May 25, 2010
Nikki Saad came to yoga to learn to breathe again.
She's stayed because it did that and more—it helped her combat chronic stress.
"It's so peaceful and relaxing," said Saad, a 29-year-old cancer survivor who attends yoga classes almost every day at the Yoga Shelter in Grosse Pointe, Michigan. "I especially like going when it's darker outside. The instructors walk around and help you, and the things they say are inspirational. The music they play is soothing. One time, I just had tears coming down my face. I was so relaxed, I felt I could let go."
She's not the only one letting go of stress through yoga.
As the nation suffers through a recession that has touched nearly everyone—whether through unemployment, foreclosures or worry over money—area yoga studios are seeing more people looking for an antidote to rising stress.
"People travel less, they eat out less, but they spend a little bit of money getting healthy," said Donna Orbovich, who opened the Yoga Shelter in Grosse Pointe, Mich., in 2008. "They find they don't need the external stuff they're spending money on, but they say 'I have to be here, taking care of myself.' It's been profound for people, to see that they are stressed, but they have the tools to deal with it."
Orbovich said, on average, 90 students attended classes each day a year ago. Now, despite the continued economic troubles, that's up to 100. She tops out with about 150 in classes each Monday.
Emily Tennyson, 53, of Grosse Pointe Farms, Mich., has gone to the Yoga Shelter for the past year. She has noticed the uptick herself.
"On a Sunday morning, it's like a parking lot on Black Friday," said Tennyson, who describes her own stress as "typical." The mother of three works as a freelance writer, and finding assignments has grown more difficult as media outlets have slashed freelance budgets. Her husband works in the auto industry.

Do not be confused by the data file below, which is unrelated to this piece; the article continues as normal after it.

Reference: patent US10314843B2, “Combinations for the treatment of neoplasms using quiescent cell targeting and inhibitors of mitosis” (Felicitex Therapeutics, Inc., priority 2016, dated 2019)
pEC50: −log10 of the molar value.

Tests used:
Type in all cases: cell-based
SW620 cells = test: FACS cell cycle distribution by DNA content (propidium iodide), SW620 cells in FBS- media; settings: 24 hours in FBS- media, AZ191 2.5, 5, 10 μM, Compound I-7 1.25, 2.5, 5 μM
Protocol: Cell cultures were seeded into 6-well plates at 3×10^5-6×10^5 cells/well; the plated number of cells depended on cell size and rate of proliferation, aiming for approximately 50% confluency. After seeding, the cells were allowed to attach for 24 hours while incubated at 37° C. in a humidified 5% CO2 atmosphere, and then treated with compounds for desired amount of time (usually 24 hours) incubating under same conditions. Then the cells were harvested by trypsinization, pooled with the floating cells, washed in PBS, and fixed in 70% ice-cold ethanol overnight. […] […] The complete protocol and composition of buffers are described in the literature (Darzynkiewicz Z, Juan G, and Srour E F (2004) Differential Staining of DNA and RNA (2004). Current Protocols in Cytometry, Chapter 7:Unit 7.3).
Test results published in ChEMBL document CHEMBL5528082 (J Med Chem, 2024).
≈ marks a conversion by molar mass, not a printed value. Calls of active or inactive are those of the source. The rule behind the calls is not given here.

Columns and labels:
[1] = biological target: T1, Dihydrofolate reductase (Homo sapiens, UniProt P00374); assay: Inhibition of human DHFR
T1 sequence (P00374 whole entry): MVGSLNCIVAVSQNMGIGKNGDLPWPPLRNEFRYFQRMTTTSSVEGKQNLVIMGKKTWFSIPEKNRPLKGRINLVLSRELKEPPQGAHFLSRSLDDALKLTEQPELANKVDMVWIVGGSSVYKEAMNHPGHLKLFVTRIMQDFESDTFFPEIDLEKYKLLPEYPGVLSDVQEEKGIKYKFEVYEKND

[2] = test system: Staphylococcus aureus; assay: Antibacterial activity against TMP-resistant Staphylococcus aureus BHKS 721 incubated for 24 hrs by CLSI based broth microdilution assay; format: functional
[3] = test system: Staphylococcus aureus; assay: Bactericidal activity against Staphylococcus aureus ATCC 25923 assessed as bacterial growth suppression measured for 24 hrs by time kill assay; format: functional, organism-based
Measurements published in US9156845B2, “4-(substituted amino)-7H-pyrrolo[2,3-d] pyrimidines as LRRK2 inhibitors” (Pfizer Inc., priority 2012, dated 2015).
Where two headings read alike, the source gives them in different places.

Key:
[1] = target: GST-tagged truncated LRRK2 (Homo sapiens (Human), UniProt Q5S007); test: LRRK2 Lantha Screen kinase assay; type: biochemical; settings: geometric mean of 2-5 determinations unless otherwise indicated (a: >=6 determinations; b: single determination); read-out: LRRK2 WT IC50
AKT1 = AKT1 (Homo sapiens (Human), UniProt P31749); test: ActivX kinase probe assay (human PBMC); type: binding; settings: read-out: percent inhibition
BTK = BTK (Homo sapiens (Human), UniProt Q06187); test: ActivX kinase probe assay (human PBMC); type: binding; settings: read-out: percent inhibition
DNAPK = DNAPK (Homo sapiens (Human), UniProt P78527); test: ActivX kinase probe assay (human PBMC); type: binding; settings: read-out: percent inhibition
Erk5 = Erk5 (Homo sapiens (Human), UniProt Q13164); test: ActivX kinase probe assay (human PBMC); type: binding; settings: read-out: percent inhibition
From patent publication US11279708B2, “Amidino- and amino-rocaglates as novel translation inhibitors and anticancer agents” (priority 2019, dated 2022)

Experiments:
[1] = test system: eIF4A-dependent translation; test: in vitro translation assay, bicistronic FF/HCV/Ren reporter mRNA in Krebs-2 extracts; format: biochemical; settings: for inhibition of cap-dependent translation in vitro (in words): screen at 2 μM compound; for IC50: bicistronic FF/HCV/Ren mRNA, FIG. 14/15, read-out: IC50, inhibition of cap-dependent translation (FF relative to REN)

"It's very therapeutic," said Tennyson, who attends class every day. "It's quiet. It's thoughtful. You just feel better. I don't understand enough about yoga to know how it works. I just know it does."
In 2008, the U.S. Bureau of Labor Statistics predicted that by 2018, the fitness instructor industry, which includes yoga teachers, should grow 29.4 percent—a number that's higher than the average for most other industries. It's comparable to the nursing care industry, which was projected to grow 27 percent as the baby boomer generation ages.
Yoga has become a nonintimidating option for the masses.
Saad started yoga as a form of lung therapy. The St. Clair Shores resident was diagnosed with acute myeloid leukemia in 2005 and has had two bone marrow transplants. She has been in remission for three years, but had to quit her job with AIG, move in with her father and suffer through the side effects of chemotherapy and steroids.
Her stress is constant and, because of complications from her transplant, she is short of breath. The steroids have made her face swell; her self-image has been damaged. Saad said the hardest part is realizing she'll never go back to her old self.
But yoga helps.
"If I could, I'd go to yoga twice a day," Saad said. "I look forward to it and plan my day around it. I always feel better after going."
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